Finally, Keemun can also have a fragrance reminiscent of certain orchids.

This variety is grown exclusively in the city of Huangshan, Anhui Province, in China.

Lapsang Souchong

This tea is the original black tea. It was also the first black tea introduced to the Western world.

Originally, Lapsang Souchong was smoked over a fire of pine wood, which gives it its distinctive smoky flavor. Nowadays, other woods are also used, creating a variety of “smoke profiles.” 

However, not all Lapsang Souchong teas are intensively smoked. The unsmoked varieties are very different from what we normally call Lapsang Souchong. Their taste is reminiscent of sweet, ripe fruits and cocoa.


This tea is one of the great historical teas reminiscent of China’s trading era. Congou tea is grown in southern China. It is one of the last teas of its kind that are still marketed today.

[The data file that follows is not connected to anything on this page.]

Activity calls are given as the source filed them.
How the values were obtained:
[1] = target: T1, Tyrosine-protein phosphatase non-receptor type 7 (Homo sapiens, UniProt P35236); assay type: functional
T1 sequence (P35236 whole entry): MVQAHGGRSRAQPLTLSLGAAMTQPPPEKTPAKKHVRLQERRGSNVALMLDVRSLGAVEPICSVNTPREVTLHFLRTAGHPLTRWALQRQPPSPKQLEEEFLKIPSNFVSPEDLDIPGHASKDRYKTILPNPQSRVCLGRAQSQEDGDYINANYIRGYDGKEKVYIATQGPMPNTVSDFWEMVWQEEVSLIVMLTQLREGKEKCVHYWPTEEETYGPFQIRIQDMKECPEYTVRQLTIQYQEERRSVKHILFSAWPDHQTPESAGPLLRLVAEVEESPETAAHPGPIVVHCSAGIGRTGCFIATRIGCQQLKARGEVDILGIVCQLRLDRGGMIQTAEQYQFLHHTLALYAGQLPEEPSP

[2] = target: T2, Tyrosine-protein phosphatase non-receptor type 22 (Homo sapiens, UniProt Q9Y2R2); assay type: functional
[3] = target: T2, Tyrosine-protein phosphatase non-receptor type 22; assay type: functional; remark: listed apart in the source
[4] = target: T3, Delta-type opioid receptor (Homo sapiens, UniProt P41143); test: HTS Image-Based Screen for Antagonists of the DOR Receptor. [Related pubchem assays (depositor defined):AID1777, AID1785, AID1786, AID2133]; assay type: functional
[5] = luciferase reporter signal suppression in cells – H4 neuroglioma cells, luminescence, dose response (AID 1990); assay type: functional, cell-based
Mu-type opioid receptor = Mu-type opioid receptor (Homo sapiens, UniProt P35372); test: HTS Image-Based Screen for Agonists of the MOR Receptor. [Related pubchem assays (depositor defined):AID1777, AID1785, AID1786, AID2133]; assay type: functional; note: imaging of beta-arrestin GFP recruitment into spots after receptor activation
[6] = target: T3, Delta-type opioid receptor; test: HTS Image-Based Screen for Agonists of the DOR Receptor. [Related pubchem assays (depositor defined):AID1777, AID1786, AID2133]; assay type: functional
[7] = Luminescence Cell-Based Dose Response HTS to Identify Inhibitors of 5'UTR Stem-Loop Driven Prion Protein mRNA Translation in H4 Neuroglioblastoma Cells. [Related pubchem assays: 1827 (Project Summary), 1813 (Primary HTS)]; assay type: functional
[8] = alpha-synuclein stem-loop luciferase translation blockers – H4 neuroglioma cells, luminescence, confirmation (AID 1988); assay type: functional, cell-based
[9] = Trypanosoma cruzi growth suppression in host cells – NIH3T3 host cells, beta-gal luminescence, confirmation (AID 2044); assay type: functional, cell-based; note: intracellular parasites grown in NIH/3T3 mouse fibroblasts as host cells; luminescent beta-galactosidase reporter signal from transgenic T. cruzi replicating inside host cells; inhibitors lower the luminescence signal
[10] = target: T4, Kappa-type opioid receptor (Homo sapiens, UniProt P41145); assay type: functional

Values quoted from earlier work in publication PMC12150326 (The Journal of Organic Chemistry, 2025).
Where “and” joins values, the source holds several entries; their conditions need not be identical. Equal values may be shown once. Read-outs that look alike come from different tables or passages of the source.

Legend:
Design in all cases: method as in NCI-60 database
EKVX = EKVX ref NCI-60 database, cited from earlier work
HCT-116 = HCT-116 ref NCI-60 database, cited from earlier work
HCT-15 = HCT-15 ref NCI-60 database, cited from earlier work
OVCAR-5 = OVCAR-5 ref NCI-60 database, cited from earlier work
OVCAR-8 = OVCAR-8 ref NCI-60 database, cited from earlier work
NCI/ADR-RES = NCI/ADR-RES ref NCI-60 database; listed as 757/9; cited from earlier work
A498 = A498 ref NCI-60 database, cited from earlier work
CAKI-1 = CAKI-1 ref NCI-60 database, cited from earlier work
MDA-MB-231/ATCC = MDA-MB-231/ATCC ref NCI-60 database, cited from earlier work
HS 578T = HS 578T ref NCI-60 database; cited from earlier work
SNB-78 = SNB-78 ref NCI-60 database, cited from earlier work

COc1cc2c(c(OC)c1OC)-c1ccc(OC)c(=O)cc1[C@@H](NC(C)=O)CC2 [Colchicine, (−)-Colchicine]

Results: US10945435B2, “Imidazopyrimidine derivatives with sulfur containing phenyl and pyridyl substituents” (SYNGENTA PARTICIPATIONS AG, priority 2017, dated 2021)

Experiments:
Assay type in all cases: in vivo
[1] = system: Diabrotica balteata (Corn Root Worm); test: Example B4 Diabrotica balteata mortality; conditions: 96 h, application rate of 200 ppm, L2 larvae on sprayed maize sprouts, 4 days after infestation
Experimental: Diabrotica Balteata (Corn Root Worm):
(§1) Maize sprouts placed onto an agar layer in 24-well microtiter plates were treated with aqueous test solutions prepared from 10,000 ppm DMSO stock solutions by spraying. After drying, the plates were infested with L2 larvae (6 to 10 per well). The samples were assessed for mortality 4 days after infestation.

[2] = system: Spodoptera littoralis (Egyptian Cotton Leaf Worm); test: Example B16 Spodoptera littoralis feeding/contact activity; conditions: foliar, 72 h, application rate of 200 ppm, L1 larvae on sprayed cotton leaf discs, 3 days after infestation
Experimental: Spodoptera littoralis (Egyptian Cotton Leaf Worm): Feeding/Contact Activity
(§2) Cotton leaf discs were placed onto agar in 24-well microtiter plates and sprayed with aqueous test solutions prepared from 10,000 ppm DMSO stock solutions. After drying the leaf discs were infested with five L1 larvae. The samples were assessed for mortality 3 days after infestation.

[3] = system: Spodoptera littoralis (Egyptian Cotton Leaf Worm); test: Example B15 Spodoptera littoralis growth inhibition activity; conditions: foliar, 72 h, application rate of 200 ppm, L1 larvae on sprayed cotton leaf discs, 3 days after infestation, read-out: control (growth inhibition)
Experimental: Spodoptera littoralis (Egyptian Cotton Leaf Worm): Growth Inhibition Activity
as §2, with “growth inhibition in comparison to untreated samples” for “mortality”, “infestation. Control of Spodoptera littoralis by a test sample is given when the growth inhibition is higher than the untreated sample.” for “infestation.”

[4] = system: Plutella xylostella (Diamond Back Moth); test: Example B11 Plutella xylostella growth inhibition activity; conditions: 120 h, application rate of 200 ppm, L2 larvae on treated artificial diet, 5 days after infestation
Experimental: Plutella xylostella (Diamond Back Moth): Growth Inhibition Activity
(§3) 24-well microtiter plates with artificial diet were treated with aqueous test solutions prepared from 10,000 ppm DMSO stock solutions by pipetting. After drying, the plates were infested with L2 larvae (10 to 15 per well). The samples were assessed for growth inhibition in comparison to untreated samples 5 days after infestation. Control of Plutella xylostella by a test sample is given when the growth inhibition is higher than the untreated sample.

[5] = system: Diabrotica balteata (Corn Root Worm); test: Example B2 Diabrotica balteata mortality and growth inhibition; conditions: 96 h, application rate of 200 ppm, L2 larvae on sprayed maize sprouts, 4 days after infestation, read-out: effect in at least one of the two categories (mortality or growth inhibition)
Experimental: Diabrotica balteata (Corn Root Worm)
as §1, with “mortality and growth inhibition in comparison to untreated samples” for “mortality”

The word Congou refers to a tea that is prepared with the utmost skill to obtain thin, light strips without breaking the leaves.

The resulting roasted black tea is mild and sweet, with an unsweetened baked apple flavor.

This tea became very popular in the 19th century and was the original basis for the “English Breakfast” blend. Its flavor is slightly sweet, but rich. It is often used in the preparation of kombucha.

Indian Teas


The Assam region of India was the first area of the country to be used by the British for tea cultivation.

The tea plants in this region are not Camellia Sinensis but Camellia Assamica. Any variety or cultivar from this area is called Assam tea.

Assam is grown at sea level (or very close by) and is known for its strong aroma, very dark color, and strong malt flavor. This unique flavor makes Assam a commonly used black tea variety in blends.

Assam TGFOP (a class of tea) is one of the best Assam teas because of its quality.

Discover here our black Assam teas from India.